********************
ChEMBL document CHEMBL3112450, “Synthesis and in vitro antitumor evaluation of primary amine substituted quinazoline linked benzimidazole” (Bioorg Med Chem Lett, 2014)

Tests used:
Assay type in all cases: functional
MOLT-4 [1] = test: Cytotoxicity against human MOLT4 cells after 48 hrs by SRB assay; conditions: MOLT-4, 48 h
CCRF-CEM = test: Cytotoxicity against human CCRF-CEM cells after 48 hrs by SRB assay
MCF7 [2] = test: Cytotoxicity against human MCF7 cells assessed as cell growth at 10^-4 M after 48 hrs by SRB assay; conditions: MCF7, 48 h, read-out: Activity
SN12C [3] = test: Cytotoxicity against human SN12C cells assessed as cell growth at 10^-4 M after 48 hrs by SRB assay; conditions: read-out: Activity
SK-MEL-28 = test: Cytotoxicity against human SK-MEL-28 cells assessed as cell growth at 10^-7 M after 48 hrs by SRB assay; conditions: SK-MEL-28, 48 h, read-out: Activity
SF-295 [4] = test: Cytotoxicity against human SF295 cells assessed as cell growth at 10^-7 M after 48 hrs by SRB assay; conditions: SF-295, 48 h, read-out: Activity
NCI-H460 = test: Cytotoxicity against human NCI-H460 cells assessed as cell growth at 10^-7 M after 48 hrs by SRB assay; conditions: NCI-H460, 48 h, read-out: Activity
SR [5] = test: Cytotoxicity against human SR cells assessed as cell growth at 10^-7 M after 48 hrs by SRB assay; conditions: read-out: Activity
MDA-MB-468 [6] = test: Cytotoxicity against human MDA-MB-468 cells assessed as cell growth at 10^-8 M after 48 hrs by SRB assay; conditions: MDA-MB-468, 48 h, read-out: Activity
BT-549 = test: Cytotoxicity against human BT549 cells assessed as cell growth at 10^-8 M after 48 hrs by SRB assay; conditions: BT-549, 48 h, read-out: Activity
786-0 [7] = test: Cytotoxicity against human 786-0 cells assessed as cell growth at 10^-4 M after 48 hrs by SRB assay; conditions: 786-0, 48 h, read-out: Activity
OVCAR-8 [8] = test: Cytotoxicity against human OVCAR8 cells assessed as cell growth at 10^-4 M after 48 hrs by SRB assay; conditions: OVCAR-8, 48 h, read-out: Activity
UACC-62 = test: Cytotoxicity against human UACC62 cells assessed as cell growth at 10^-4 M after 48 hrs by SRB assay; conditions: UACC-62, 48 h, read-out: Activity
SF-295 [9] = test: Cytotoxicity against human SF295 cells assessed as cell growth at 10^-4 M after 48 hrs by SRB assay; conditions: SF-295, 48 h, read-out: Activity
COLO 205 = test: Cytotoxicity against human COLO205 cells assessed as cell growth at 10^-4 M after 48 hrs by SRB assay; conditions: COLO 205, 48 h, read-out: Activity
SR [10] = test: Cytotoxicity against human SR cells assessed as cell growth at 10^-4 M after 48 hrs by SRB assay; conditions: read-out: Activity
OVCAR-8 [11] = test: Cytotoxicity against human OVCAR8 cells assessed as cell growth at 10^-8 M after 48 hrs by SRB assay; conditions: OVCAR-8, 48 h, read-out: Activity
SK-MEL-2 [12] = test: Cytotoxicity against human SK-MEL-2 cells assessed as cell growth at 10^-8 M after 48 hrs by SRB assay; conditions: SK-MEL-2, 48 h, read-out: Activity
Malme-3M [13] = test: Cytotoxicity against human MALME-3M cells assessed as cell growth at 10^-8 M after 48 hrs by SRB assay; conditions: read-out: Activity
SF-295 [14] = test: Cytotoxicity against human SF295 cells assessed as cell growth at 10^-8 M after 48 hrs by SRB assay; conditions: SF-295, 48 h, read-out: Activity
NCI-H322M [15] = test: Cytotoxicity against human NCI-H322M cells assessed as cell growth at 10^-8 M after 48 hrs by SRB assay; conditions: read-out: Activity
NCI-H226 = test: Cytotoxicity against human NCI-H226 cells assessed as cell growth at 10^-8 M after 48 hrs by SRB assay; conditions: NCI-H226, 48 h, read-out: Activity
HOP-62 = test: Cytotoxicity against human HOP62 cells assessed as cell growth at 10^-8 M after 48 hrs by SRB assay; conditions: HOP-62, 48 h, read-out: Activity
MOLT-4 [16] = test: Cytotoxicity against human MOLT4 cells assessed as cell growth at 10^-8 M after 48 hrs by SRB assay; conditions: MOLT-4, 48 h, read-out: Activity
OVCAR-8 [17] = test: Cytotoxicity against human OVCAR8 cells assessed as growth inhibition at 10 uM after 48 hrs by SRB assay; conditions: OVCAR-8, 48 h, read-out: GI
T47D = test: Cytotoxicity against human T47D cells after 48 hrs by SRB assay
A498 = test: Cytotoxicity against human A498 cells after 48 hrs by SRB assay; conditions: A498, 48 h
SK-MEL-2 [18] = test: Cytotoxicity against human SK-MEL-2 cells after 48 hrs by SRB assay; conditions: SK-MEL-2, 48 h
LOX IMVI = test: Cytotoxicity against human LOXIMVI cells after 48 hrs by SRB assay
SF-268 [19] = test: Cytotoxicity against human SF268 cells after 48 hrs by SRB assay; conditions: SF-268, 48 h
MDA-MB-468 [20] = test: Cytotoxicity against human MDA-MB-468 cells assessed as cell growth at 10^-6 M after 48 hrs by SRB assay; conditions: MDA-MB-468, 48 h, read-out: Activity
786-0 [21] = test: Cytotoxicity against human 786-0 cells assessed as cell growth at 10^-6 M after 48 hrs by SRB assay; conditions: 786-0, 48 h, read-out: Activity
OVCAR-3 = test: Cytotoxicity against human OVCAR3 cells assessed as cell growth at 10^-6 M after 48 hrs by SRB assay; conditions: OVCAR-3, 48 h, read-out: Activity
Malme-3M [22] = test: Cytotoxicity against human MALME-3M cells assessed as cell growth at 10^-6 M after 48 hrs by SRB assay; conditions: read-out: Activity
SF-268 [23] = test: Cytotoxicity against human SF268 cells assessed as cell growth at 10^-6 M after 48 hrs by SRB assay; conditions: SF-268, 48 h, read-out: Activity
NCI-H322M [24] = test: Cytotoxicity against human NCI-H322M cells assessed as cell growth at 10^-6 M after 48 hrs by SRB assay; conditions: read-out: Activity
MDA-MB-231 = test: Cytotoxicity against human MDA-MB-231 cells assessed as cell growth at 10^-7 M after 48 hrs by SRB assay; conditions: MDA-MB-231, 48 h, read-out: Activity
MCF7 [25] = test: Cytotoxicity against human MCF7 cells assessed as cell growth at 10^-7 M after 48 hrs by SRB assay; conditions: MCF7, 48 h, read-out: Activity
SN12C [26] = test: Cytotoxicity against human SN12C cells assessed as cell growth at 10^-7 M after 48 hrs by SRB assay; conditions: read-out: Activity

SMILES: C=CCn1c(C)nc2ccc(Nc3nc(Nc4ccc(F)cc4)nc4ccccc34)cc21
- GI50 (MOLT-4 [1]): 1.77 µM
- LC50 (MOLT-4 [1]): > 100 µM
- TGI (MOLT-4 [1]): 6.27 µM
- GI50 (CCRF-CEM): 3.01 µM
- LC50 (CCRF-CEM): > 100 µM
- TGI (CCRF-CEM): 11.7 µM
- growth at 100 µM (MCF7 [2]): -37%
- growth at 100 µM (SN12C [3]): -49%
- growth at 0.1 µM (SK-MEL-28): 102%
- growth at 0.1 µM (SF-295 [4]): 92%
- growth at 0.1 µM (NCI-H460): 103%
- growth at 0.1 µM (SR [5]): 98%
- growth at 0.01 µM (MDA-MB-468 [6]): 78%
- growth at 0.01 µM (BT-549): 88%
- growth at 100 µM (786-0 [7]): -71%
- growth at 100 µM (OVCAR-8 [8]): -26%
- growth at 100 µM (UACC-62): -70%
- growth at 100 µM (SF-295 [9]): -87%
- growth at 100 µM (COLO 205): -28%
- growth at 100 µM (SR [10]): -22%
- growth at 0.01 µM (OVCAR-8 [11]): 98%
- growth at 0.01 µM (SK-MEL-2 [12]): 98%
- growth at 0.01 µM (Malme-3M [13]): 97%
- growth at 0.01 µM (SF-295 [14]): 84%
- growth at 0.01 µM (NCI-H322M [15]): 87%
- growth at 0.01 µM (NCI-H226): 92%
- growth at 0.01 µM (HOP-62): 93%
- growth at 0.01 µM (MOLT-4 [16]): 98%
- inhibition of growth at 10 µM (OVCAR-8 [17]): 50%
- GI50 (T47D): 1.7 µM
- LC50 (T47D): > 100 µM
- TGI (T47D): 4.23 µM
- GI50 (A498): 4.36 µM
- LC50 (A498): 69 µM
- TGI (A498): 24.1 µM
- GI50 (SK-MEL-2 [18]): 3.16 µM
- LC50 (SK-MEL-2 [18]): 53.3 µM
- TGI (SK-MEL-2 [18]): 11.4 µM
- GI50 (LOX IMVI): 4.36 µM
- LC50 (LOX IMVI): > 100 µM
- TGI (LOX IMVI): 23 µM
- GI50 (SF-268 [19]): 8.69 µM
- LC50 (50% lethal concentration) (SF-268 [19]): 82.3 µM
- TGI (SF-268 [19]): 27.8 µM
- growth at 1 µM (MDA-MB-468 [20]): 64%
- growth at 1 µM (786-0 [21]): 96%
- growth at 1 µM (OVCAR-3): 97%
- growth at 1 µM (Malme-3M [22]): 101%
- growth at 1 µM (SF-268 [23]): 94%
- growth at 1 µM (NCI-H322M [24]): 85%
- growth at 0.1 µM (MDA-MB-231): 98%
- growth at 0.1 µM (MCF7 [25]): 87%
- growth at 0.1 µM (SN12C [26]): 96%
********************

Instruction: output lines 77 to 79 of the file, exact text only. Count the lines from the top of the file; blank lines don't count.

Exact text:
- LC50 (A498): 69 µM
- TGI (A498): 24.1 µM
- GI50 (SK-MEL-2 [18]): 3.16 µM